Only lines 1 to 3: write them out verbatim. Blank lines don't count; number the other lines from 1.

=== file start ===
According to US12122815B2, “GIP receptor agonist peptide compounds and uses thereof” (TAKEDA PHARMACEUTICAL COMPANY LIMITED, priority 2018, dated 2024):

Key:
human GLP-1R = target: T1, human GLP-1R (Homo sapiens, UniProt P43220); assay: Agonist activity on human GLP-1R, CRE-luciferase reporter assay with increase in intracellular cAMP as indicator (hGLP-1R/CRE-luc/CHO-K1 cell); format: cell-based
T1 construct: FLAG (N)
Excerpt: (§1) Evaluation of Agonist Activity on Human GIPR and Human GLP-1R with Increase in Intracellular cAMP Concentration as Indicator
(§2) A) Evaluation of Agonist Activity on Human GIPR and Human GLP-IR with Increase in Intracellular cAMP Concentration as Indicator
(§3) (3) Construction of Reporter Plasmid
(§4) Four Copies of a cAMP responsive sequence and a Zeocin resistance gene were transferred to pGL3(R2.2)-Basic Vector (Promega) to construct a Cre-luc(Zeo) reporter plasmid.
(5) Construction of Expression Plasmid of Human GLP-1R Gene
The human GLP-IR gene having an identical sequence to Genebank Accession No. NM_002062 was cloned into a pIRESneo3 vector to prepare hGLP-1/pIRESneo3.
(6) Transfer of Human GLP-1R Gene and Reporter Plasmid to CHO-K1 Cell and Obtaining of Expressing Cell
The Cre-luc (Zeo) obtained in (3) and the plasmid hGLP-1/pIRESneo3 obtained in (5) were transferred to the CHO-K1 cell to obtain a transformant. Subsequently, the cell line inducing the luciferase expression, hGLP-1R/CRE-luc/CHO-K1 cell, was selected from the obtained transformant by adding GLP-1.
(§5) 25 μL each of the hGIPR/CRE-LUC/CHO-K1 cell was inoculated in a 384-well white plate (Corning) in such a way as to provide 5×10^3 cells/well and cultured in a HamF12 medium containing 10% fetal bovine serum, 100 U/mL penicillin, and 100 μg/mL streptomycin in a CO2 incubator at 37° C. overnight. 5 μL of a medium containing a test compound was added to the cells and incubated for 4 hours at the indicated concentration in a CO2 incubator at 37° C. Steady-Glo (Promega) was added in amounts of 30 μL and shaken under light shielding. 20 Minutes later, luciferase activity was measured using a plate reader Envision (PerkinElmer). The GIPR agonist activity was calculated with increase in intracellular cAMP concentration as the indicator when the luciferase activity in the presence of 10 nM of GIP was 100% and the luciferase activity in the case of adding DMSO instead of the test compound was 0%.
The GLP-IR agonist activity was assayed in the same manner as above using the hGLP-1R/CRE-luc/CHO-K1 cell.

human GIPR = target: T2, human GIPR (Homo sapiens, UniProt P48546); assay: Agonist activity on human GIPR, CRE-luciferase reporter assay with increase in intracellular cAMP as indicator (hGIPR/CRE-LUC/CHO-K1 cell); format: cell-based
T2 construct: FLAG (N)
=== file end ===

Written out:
According to US12122815B2, “GIP receptor agonist peptide compounds and uses thereof” (TAKEDA PHARMACEUTICAL COMPANY LIMITED, priority 2018, dated 2024):

Key:
human GLP-1R = target: T1, human GLP-1R (Homo sapiens, UniProt P43220); assay: Agonist activity on human GLP-1R, CRE-luciferase reporter assay with increase in intracellular cAMP as indicator (hGLP-1R/CRE-luc/CHO-K1 cell); format: cell-based